Why I’ll Be Skipping Kindle Unlimited


Amazon has unveiled its Kindle Unlimited program, which allows readers to pay a ten dollar monthly fee to have access to a huge catalog of books. The major publishers have not signed on yet, so you’re unlikely to find many big new releases, but I’m led to understand that Amazon is paying a wholesale price to authors with best-selling books while most indie writers will be paid a “share” of $2 mil.

Amazon tried offering shares out of a fund before, and I experimented with that. The amount of money I received was negligible. Seriously negligible. Frankly, I’m not excited to Spotify my writing career.

I’m also less than thrilled to know that I would have to enroll in KDP Select to take part, which means that, in order to place a book in KU, I’d have to pull it from every other vendor. Guess what? I’m not doing that. Certain other indie authors have been enrolled without being forced into exclusivity (for now, at least). I’m sure this is Amazon’s need to include a few bestsellers in the KU library, but since I’ll never sell as many books as Hugh Howey, I won’t be getting the same lovely treatment he receives.

And yeah, this is a library you pay $120 a year for. That’s not a great deal for me, since I have a local library system with a great selection of ebooks, but I certainly understand that some people don’t have that kind of access or, if they do, they don’t want to put a hold on a title and wait their turn to read it. That’s especially true for people who want to read a book but don’t feel the need to own it.

Anyway, I’ve tried a lot of different things over the last few years. I’ve published traditionally. I’ve tried KDP Select. I’ve sold fiction directly from my website. I’ve offered fiction on a donation basis. I’ve signed on for the Kindle Lending Library. My books are on Oyster and Scribd, which are other subscription-based services. The one thing I *didn’t* try was selling a story for a bitcoin (just too busy at the time bitcoins first became a thing, and now they’re too expensive). But I won’t be trying KU; exclusivity in return for a “share” seems like a really bad deal.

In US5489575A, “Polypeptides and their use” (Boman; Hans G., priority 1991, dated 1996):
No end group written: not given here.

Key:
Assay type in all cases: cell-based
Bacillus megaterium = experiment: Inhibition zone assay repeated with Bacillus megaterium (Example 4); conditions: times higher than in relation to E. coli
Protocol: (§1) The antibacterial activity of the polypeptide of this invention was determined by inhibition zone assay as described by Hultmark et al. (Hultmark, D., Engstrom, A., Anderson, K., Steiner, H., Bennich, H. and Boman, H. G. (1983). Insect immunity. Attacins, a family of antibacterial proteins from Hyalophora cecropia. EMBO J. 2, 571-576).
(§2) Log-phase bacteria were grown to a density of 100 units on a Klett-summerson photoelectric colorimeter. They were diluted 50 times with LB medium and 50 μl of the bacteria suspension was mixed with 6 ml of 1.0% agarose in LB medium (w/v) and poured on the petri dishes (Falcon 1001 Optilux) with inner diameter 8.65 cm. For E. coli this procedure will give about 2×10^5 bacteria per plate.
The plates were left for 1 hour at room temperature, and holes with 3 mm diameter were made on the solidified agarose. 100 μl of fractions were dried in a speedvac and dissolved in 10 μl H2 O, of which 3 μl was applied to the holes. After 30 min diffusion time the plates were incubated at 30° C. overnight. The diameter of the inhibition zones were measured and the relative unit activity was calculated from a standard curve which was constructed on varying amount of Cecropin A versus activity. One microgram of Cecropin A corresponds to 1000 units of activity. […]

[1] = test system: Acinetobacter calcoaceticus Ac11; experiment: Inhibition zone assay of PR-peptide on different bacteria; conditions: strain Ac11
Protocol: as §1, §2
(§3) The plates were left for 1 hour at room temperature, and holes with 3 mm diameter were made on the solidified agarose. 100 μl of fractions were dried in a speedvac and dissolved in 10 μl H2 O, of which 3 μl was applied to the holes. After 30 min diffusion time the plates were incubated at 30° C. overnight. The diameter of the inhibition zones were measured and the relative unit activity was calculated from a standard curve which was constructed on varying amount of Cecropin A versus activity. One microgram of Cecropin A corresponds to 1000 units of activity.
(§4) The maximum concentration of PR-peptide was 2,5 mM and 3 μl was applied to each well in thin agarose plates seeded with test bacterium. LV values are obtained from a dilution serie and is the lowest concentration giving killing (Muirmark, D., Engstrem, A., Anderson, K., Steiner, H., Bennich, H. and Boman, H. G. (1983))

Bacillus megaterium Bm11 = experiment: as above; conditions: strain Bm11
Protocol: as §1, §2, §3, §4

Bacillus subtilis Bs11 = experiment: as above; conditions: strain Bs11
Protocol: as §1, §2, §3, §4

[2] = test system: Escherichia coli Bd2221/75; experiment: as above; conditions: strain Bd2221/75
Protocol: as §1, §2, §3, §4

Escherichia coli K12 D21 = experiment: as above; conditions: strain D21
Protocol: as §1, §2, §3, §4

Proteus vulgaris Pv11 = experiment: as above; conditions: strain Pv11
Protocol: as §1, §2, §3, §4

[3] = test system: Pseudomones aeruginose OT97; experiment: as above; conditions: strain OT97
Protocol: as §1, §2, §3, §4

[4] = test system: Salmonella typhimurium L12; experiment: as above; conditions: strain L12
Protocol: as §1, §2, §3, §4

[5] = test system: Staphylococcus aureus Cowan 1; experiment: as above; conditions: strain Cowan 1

What’s more, I don’t intend to experiment with tactics like putting the first book of a series (or a piece of short fiction) in KU to prompt sales of other books. Hey, if a reader is already paying $10/month and has access to over half-a-million books, are they really going off the preserve to hunt down (and pay for) book 2? Some would, obviously, but many wouldn’t, and it seems to me that the purpose of a subscription service like this is a pool of captured customers who have no desire to go elsewhere.

Finally, I have to wonder what Amazon sees as the long-term plan for KU. Are they hoping to get people to sign up like gym memberships? Because the most profitable members of any gym are the ones who never actually go to the gym but who continue to pay their dues because they know they should. I’m hoping that KU doesn’t create an ecosystem of readers who never venture outside the KU offerings (I wonder if there’s any research demonstrating this problem with Oyster or Scribd?) along with people who never get around to reading books.

UPDATES: Thoughts by John Scalzi and further consideration over on The Bookseller

UPDATE REDUX: Kindle Unlimited from a reader’s POV.